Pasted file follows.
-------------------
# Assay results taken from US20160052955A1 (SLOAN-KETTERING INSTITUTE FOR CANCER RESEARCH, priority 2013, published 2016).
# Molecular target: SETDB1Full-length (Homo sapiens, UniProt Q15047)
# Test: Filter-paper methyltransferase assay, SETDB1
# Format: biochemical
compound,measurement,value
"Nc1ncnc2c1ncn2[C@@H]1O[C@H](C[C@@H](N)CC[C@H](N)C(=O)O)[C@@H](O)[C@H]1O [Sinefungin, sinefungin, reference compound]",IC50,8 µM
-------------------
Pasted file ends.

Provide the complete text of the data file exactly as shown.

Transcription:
# Assay results taken from US20160052955A1 (SLOAN-KETTERING INSTITUTE FOR CANCER RESEARCH, priority 2013, published 2016).
# Molecular target: SETDB1Full-length (Homo sapiens, UniProt Q15047)
# Test: Filter-paper methyltransferase assay, SETDB1
# Format: biochemical
compound,measurement,value
"Nc1ncnc2c1ncn2[C@@H]1O[C@H](C[C@@H](N)CC[C@H](N)C(=O)O)[C@@H](O)[C@H]1O [Sinefungin, sinefungin, reference compound]",IC50,8 µM